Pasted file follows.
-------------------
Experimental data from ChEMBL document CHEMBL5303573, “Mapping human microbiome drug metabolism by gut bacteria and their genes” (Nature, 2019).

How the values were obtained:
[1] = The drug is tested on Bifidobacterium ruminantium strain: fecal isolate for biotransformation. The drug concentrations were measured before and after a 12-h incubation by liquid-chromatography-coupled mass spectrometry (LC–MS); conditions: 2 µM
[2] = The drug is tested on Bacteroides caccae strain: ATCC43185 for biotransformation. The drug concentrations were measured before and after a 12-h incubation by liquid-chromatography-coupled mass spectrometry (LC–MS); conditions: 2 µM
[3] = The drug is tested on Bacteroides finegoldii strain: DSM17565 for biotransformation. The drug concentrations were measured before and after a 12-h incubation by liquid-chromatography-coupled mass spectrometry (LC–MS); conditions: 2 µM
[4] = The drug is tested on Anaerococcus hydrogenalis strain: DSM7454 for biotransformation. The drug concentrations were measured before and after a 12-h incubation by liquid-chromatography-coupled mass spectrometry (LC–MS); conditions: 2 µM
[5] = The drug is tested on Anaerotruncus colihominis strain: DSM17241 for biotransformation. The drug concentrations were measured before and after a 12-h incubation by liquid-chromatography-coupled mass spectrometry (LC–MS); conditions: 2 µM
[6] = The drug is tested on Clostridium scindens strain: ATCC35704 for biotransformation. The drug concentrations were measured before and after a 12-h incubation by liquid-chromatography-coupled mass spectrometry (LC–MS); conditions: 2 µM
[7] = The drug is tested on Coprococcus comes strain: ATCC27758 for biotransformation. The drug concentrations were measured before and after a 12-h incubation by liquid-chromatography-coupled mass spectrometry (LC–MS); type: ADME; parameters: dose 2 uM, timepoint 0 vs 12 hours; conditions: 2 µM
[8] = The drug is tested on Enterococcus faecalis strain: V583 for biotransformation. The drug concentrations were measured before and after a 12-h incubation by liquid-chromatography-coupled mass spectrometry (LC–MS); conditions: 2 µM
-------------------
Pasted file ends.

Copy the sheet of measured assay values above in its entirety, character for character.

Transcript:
Experimental data from ChEMBL document CHEMBL5303573, “Mapping human microbiome drug metabolism by gut bacteria and their genes” (Nature, 2019).

How the values were obtained:
[1] = The drug is tested on Bifidobacterium ruminantium strain: fecal isolate for biotransformation. The drug concentrations were measured before and after a 12-h incubation by liquid-chromatography-coupled mass spectrometry (LC–MS); conditions: 2 µM
[2] = The drug is tested on Bacteroides caccae strain: ATCC43185 for biotransformation. The drug concentrations were measured before and after a 12-h incubation by liquid-chromatography-coupled mass spectrometry (LC–MS); conditions: 2 µM
[3] = The drug is tested on Bacteroides finegoldii strain: DSM17565 for biotransformation. The drug concentrations were measured before and after a 12-h incubation by liquid-chromatography-coupled mass spectrometry (LC–MS); conditions: 2 µM
[4] = The drug is tested on Anaerococcus hydrogenalis strain: DSM7454 for biotransformation. The drug concentrations were measured before and after a 12-h incubation by liquid-chromatography-coupled mass spectrometry (LC–MS); conditions: 2 µM
[5] = The drug is tested on Anaerotruncus colihominis strain: DSM17241 for biotransformation. The drug concentrations were measured before and after a 12-h incubation by liquid-chromatography-coupled mass spectrometry (LC–MS); conditions: 2 µM
[6] = The drug is tested on Clostridium scindens strain: ATCC35704 for biotransformation. The drug concentrations were measured before and after a 12-h incubation by liquid-chromatography-coupled mass spectrometry (LC–MS); conditions: 2 µM
[7] = The drug is tested on Coprococcus comes strain: ATCC27758 for biotransformation. The drug concentrations were measured before and after a 12-h incubation by liquid-chromatography-coupled mass spectrometry (LC–MS); type: ADME; parameters: dose 2 uM, timepoint 0 vs 12 hours; conditions: 2 µM
[8] = The drug is tested on Enterococcus faecalis strain: V583 for biotransformation. The drug concentrations were measured before and after a 12-h incubation by liquid-chromatography-coupled mass spectrometry (LC–MS); conditions: 2 µM